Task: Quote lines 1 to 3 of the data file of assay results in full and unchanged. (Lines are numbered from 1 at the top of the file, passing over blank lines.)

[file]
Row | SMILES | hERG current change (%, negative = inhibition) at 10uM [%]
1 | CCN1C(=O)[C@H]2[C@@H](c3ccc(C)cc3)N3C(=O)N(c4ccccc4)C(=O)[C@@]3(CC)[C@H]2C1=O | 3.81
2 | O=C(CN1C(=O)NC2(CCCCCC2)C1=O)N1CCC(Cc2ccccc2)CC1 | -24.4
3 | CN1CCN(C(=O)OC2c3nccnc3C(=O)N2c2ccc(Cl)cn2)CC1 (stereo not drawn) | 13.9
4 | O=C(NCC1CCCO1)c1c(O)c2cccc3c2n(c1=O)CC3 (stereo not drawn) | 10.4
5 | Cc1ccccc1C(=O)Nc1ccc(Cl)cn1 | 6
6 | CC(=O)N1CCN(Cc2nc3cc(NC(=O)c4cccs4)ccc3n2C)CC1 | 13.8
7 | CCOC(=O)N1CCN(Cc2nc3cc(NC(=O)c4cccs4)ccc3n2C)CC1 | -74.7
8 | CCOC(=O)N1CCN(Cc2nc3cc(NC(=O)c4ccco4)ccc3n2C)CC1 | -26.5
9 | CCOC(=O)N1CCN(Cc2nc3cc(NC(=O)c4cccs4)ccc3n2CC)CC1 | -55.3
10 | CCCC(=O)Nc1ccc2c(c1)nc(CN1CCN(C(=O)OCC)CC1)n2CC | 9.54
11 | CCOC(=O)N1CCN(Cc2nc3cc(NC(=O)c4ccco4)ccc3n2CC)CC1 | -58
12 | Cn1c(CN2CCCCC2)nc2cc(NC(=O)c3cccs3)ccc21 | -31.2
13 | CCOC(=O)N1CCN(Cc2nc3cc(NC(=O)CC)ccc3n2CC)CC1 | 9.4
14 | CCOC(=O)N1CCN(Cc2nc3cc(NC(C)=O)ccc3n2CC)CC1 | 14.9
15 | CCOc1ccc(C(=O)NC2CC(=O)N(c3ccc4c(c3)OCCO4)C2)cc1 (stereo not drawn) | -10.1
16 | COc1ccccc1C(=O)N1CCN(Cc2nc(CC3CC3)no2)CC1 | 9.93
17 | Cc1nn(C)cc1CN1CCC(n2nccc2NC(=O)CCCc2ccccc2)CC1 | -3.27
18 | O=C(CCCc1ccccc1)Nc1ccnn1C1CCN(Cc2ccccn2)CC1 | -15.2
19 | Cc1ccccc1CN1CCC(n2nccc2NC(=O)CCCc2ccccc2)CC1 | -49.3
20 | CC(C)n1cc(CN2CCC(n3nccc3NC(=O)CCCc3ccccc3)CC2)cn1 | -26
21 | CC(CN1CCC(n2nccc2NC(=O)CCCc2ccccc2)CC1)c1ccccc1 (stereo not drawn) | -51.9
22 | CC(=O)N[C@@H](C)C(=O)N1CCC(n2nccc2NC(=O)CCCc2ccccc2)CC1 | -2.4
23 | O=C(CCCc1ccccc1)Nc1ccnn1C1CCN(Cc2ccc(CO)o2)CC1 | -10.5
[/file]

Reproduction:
Row | SMILES | hERG current change (%, negative = inhibition) at 10uM [%]
1 | CCN1C(=O)[C@H]2[C@@H](c3ccc(C)cc3)N3C(=O)N(c4ccccc4)C(=O)[C@@]3(CC)[C@H]2C1=O | 3.81
2 | O=C(CN1C(=O)NC2(CCCCCC2)C1=O)N1CCC(Cc2ccccc2)CC1 | -24.4